Find new ways to interact with free press
Students should look to independent news organizations. | commons.wikimedia.org
College students do not read the news: they consume it. Members of our generation are exposed to an unprecedented level of an almost intoxicating and absolutely overwhelming amalgamation of visual media and text than previous generations have experienced before. We students live in an age where daily news about any information can be easily accessed on our smartphones. Sometimes, it can seem like one is constantly drowning in an ocean of information. Students should develop their own strategies on how to interact with the media and should be careful with what they consume on the internet.
Democratizing and destructive
The power of sharing of social media has both a democratizing and destructive effect. Students should be skeptical about the news they encounter on social media and should avoid sharing articles whose contents may seem foreign and fresh to the reader. Many students use social media outlets such as Facebook and Twitter to quickly learn and share news with followers and friends. When we actively share news on our social media accounts, we not only become readers but also unofficial distributors of the news. The internet operates on trends and popularity. A study done by researchers from Columbia University and the French National Institute found that 59 percent of news articles are shared on social media without ever being read. Students should not only read articles for their own sake, but should also be cautious about not proliferating an untruthful article in the age of Buzzfeed and clickbait.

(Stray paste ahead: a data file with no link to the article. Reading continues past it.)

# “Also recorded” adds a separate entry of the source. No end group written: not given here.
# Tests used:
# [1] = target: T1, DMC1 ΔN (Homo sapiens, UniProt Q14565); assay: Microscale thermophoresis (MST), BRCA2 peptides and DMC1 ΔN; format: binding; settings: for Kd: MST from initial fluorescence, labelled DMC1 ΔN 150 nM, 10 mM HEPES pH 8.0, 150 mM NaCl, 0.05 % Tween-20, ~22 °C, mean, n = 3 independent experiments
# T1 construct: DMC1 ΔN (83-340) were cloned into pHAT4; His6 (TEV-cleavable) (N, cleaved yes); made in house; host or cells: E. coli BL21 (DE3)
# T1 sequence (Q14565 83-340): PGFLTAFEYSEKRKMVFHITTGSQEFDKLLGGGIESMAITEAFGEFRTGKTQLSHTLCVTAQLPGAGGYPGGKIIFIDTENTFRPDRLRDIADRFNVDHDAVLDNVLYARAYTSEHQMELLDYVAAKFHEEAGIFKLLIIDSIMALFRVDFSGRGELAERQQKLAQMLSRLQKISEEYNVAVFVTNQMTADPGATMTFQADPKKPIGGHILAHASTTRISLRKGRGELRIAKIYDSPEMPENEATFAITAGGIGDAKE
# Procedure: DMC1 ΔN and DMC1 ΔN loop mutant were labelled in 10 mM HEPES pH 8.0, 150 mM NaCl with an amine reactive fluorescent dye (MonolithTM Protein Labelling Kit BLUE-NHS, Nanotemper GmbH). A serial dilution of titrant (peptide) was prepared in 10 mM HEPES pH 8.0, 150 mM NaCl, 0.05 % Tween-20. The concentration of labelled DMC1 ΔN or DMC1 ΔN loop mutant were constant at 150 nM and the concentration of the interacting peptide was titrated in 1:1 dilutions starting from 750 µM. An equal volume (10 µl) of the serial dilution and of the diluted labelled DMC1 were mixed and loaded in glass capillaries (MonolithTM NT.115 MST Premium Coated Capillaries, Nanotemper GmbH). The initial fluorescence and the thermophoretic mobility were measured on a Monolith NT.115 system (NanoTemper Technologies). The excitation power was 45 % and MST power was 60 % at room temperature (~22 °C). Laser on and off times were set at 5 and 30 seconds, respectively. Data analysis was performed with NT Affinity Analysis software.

However, this generation’s relationship with the media establishment — especially corporate media — seems hopeful. Yes, it is good to read and subscribe to well-established and credible newspapers such as The New York Times or The Washington Post. Papers such as the Times are considered the gray lady of the American free press, but are by no means pioneers in this age of endless information. Large newspapers such as the Times generally embrace the establishment-friendly talking points of beltway lobbyists and politicians. It seems the Times has, to some extent, failed to maintain the same level of power of investigative journalism in current times compared to other online platforms.
New publications such as The Intercept accomplish what the Times fails to do: they investigate and deeply criticize government intelligence agencies and powerful corporations.
The Intercept — an online-only investigative journalism platform — uses whistleblower information and the skills of a handful of the most experienced journalists to create articles exploring topics most papers will not touch, mostly due to legal and political implications. The Intercept has published numerous unique reports on the complex and shadowy global surveillance architecture constructed by the National Security Agency and the drone programs in Yemen.
Other publications, such as the Field of Vision, utilize visual media — mostly short documentaries — to effectively tell powerful stories on topics ranging from suicide trends in Japan to the Syrian Refugee Crisis. Independent and listener-funded media can also be helpful for someone trying to find an organization free from corporate or government influence. Radio and online programs such as Democracy Now provide daily shows and briefs about the latest current affairs and news.
As students, we live in a time when we have access to powerful tools and even more powerful information. We should be more careful about the content we share, albeit considering the fact this generation is experiencing a new era of possibilities for the field of journalism.